First, in 1847, as a freshman member of Congress, Lincoln voted with the majority of the House of Representatives to censure President James K. Polk for “unnecessarily and unconstitutionally” initiating the Mexican War. Like his colleagues, Lincoln believed that Polk had dissembled in his report to Congress, deliberately misstating the facts that surrounded the military clash between Mexican and American forces and the location where American blood had been spilled. Polk had claimed that American life had been lost on American property, an assertion critical to the determination of whether Polk had violated the Constitution. As he explained in the well of the House, Lincoln wanted to “obtain a full knowledge of the facts” on the issue of “the particular spot on which the blood of our citizens was so shed,” to determine whether that “spot” was on American soil. While the House never acted on Lincoln’s “Spot Resolutions,” they nevertheless underlay the Whig position that Polk had usurped the war power—congressional authority to initiate war—when he unconstitutionally commenced the war against Mexico, rather than repelling an invasion of the United States, authority for which the president possessed under the Constitution. In his floor speech, Lincoln declared that Polk had unconstitutionally “plunged” the nation “into this war,” and had sought cover in false and inconsistent claims. Polk, Lincoln observed,” talked like an insane man.”
In Lincoln’s subsequent letters to his law partner William Herndon, he famously denounced Polk’s claims as lies, and provided a detailed analysis of the reasons why the framers of the Constitution had granted to Congress, not the president, the authority to make decisions on matters of war and peace. In a February 15 letter to Herndon, he emphasized the fact that the framers had rejected the English model that exalted monarchical prerogatives, including plenary executive authority to initiate war. In the United States, Lincoln explained, the president possessed the authority to defend the country if it were invaded. But that constitutional principle did not apply in the war with Mexico since he denied that the “spot” on which American blood had been shed was not on American soil. As a consequence, Polk had usurped the power of Congress to decide for war.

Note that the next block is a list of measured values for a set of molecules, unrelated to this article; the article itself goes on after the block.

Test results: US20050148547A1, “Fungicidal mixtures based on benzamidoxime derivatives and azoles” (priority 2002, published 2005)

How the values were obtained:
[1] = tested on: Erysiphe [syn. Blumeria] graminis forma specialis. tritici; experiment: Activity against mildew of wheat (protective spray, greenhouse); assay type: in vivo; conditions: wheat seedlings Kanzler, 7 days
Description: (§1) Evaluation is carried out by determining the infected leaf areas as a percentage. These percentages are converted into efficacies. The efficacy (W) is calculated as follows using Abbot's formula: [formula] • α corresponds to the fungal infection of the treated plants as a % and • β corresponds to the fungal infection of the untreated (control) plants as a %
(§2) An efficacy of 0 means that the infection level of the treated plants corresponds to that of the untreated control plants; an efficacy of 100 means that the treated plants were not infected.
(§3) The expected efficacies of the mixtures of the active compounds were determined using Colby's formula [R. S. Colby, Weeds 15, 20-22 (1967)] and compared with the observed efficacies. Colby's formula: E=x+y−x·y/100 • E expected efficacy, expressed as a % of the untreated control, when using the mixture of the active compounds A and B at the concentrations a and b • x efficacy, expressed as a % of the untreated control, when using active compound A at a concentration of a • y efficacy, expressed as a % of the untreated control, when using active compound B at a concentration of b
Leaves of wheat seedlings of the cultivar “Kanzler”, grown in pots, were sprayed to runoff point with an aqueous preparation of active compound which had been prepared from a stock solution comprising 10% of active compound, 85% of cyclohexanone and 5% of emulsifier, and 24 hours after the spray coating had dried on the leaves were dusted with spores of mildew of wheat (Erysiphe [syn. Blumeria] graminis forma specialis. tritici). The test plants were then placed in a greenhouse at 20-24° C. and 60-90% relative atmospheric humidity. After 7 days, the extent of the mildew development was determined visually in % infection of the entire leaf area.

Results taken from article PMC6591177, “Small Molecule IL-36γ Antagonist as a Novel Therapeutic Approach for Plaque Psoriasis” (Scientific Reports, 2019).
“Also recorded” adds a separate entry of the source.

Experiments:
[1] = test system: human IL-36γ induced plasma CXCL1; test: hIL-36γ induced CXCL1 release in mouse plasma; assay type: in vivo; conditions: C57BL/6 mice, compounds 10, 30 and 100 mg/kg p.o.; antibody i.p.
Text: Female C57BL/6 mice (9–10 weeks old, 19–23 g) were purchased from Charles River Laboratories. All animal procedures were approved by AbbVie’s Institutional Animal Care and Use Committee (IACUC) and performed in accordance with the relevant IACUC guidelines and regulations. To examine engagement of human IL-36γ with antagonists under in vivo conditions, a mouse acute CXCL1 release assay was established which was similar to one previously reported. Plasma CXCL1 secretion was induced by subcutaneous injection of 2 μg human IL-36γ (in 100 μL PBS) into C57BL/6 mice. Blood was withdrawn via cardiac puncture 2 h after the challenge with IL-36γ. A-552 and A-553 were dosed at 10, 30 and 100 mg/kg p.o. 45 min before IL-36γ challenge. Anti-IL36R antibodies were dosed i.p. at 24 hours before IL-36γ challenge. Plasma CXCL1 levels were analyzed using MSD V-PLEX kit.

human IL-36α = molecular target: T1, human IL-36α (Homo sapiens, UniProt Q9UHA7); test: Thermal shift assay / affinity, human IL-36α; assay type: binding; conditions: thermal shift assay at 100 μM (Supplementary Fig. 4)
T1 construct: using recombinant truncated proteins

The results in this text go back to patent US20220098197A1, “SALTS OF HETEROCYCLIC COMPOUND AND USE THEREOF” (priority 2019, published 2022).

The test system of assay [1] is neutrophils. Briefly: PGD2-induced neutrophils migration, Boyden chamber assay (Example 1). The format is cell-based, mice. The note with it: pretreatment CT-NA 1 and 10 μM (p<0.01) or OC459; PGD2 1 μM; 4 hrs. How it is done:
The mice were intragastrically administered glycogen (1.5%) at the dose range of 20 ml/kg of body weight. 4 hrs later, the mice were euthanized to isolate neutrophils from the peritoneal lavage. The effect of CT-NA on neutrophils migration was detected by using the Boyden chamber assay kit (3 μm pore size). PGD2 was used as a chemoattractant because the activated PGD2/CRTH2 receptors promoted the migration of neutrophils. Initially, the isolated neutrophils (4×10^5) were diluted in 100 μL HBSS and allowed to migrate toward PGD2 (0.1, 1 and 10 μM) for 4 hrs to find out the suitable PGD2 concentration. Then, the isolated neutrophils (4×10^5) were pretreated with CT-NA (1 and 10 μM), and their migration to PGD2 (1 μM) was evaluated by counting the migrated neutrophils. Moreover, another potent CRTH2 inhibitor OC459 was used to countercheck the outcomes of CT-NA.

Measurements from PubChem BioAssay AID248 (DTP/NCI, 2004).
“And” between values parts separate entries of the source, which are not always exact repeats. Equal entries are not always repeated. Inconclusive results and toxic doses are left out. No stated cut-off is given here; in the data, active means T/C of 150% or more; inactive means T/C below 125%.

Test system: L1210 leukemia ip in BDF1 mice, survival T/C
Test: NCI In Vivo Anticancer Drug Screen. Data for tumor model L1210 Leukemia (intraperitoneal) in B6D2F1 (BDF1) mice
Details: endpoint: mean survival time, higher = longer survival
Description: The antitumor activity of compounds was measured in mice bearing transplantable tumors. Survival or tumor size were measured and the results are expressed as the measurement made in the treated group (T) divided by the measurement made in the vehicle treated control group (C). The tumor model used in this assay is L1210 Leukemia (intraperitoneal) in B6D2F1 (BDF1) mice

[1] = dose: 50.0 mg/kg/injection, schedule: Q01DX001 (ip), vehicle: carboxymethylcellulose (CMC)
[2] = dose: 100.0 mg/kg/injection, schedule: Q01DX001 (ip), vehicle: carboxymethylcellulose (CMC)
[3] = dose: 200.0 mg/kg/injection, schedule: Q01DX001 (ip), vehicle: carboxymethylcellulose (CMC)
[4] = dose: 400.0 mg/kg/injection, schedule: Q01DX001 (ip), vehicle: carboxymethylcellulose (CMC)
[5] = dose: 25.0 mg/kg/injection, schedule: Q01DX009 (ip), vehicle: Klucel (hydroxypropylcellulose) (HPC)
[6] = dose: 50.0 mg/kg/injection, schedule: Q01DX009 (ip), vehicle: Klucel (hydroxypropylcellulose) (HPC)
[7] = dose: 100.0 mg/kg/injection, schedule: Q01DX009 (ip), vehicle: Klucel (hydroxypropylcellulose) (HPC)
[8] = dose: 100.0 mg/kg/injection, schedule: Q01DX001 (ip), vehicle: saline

Lincoln then recalled the framers’ rationale for withholding from the president the authority to initiate war. “Allow the President to invade a neighboring nation, whenever he shall deem it necessary to repel an invasion,” Lincoln wrote, “and you allow him to do so whenever he may choose to say he deems it necessary for such purpose—and you allow him to make war at his pleasure. Study to see if you can fix any limit to his power in this respect….” Lincoln reminded Herndon that the Constitution vests the war power in Congress because, across the centuries, kings had been “involving and impoverishing their people in wars,” under the pretense that it was in their interest. Thus, Lincoln concluded, in language that echoes the words of James Wilson to his colleagues in the Pennsylvania State Ratifying Convention, the framers designed the Constitution so that “no one man should hold the power of bringing this oppression upon us.”
Lincoln’s understanding of the war power underwent no revision when he became president. In the Prize Cases of 1863, the Supreme Court upheld Lincoln’s blockade of Southern ports. While advocates of expansive presidential power often enlist this case in their cause, it is to be emphasized that Lincoln, as the Court declared, was acting in his capacity as Commander in Chief to repel what was, in effect, an invasion. Lincoln made no claim of authority to initiate war. Indeed, in oral argument before the Court, Richard Henry Dana, on behalf of President Lincoln, acknowledged that Lincoln’s actions had nothing to do with “the right to initiate a war, as a voluntary act of sovereignty. That is vested only in Congress.”
Lincoln never entertained a theory of unilateral executive power to wage war. He rightly understood that the framers of the Constitution had rejected it, root and branch, and vested the war power in Congress. Accordingly, President’s Obama’s assertion of a presidential power to initiate hostilities finds no support in the views of the president whom he most admires.